2023 Legislative Session
While we don’t expect attacks on clean energy to feature heavily in this legislative session, we’ll be watching for some potential clean energy and climate bills activity. For example:
- The first is a return of last year’s H819, which would allow businesses to cut down any trees or vegetation within 250-500 feet of any signs or advertising. It’s hard to imagine why legislators think deforesting our cities would be good for local businesses or their communities.
- Secondly, we are expecting more bills attacking Environmental Social Governance investing (ESG). ESG funds merely give investors the option to screen for unethical investments, and anti-ESG policies in other states have cost taxpayers hundreds of million of dollars.
Hollie Conde, our Senior Legislative & Lands Coordinator, will again be leading our work in the Statehouse to stop harmful legislation and advance our conservation priorities. To follow that work or get involved, sign up for our weekly Legislative updates here.
Energy Efficiency Codes Dodge the Chopping Block (For Now)
In what has felt like the Groundhog Day of policy attacks, the past six months featured yet another attack on our Energy Efficiency and Building Codes. In response, CVI once again joined utilities, building code officials, conservation partners, Idaho cities, concerned residents, and dozens of industry leaders to demonstrate how important these codes are to protecting our electrical grid, lowering emissions, and saving money for Idahoans.
I’m thrilled to share that the Building Code Board has shelved these changes and protected our codes for the time being, after about 95% of comments from the public and stakeholders were in opposition to the suggested changes. CVI will continue to collaborate with our partners within the coalition to protect Idahoan home and business owners from substandard construction in the places we live and work.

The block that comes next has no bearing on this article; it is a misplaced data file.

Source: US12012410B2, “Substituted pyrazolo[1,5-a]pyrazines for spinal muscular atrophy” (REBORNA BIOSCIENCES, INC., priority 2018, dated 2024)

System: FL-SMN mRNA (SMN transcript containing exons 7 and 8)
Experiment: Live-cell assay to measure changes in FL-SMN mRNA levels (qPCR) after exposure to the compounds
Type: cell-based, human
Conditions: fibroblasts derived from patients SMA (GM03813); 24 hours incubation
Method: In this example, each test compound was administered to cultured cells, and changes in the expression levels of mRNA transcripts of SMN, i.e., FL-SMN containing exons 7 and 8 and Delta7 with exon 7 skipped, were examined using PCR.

A few years ago, my predecessor Crystal Rain joined the Idaho Chapter Sierra Club, Idaho Conservation League, and other local conservationists and bike/ped advocates in finding opportunities to build out the Treasure Valley’s pathway system along the canals that criss-cross our community. This group joined others from the community and became the Canals Connect Communities Coalition.
Since then, the City of Boise has successfully passed the Pathways Master Plan, constructed multiple pathways, and begun the process of building out even more. Likewise, city staff and advocates in cities like Eagle and Caldwell have made impressive progress in building out their pathway systems. It has been exciting to see cities take such a strong leadership role in providing safe routes to interconnect our communities.
Recently, I accepted a nomination to become the Chair of the Government Affairs Committee for the Idaho Chapter of the CleanTech Alliance (CTA). The goal of the CleanTech Alliance, which includes 1,100 organizations in 17 states and four Canadian provinces, is to facilitate the generation and growth of cleantech companies and jobs. If you are interested in learning more about the value and benefits of joining the CTA, please contact me at email@example.com or by replying to this email.
Other News and Notes
These are the women behind McCall’s Climate Action Plan
Sign up to receive federal funding opportunity updates from OEMR.
Boise, Salt Lake City partnering to request rail service between cities
Ketchum and Blaine County move forward on green energy partnership